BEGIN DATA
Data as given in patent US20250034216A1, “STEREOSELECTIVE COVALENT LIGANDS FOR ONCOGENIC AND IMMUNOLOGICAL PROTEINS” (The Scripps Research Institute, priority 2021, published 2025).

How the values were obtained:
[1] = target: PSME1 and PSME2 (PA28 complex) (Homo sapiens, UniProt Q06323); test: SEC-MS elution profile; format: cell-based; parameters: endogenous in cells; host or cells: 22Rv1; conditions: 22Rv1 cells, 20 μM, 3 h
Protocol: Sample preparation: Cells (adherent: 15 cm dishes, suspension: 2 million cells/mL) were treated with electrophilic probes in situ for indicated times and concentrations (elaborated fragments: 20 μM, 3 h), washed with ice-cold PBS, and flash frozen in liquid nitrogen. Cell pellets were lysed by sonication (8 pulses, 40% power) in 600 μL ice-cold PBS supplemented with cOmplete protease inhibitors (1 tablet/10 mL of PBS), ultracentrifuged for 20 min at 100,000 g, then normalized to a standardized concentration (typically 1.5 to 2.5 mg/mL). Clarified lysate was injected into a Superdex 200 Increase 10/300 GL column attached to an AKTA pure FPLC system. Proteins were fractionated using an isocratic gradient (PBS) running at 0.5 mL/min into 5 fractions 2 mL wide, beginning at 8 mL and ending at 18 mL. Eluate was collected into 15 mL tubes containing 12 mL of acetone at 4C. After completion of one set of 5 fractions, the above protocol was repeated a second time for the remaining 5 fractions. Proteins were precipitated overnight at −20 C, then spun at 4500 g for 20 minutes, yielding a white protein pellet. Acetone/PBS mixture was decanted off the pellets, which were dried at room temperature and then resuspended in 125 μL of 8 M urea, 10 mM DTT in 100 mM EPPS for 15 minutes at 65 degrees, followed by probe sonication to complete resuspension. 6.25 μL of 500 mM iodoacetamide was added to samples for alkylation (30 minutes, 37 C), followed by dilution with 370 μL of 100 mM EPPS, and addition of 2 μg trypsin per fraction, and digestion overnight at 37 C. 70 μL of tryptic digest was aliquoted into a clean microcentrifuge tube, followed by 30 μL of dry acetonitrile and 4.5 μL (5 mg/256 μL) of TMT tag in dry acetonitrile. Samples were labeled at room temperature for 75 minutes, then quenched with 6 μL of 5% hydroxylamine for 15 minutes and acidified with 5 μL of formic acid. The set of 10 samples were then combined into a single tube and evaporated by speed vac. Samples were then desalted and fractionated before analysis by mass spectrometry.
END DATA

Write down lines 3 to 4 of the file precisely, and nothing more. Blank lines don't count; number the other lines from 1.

[1] = target: PSME1 and PSME2 (PA28 complex) (Homo sapiens, UniProt Q06323); test: SEC-MS elution profile; format: cell-based; parameters: endogenous in cells; host or cells: 22Rv1; conditions: 22Rv1 cells, 20 μM, 3 h
Protocol: Sample preparation: Cells (adherent: 15 cm dishes, suspension: 2 million cells/mL) were treated with electrophilic probes in situ for indicated times and concentrations (elaborated fragments: 20 μM, 3 h), washed with ice-cold PBS, and flash frozen in liquid nitrogen. Cell pellets were lysed by sonication (8 pulses, 40% power) in 600 μL ice-cold PBS supplemented with cOmplete protease inhibitors (1 tablet/10 mL of PBS), ultracentrifuged for 20 min at 100,000 g, then normalized to a standardized concentration (typically 1.5 to 2.5 mg/mL). Clarified lysate was injected into a Superdex 200 Increase 10/300 GL column attached to an AKTA pure FPLC system. Proteins were fractionated using an isocratic gradient (PBS) running at 0.5 mL/min into 5 fractions 2 mL wide, beginning at 8 mL and ending at 18 mL. Eluate was collected into 15 mL tubes containing 12 mL of acetone at 4C. After completion of one set of 5 fractions, the above protocol was repeated a second time for the remaining 5 fractions. Proteins were precipitated overnight at −20 C, then spun at 4500 g for 20 minutes, yielding a white protein pellet. Acetone/PBS mixture was decanted off the pellets, which were dried at room temperature and then resuspended in 125 μL of 8 M urea, 10 mM DTT in 100 mM EPPS for 15 minutes at 65 degrees, followed by probe sonication to complete resuspension. 6.25 μL of 500 mM iodoacetamide was added to samples for alkylation (30 minutes, 37 C), followed by dilution with 370 μL of 100 mM EPPS, and addition of 2 μg trypsin per fraction, and digestion overnight at 37 C. 70 μL of tryptic digest was aliquoted into a clean microcentrifuge tube, followed by 30 μL of dry acetonitrile and 4.5 μL (5 mg/256 μL) of TMT tag in dry acetonitrile. Samples were labeled at room temperature for 75 minutes, then quenched with 6 μL of 5% hydroxylamine for 15 minutes and acidified with 5 μL of formic acid. The set of 10 samples were then combined into a single tube and evaporated by speed vac. Samples were then desalted and fractionated before analysis by mass spectrometry.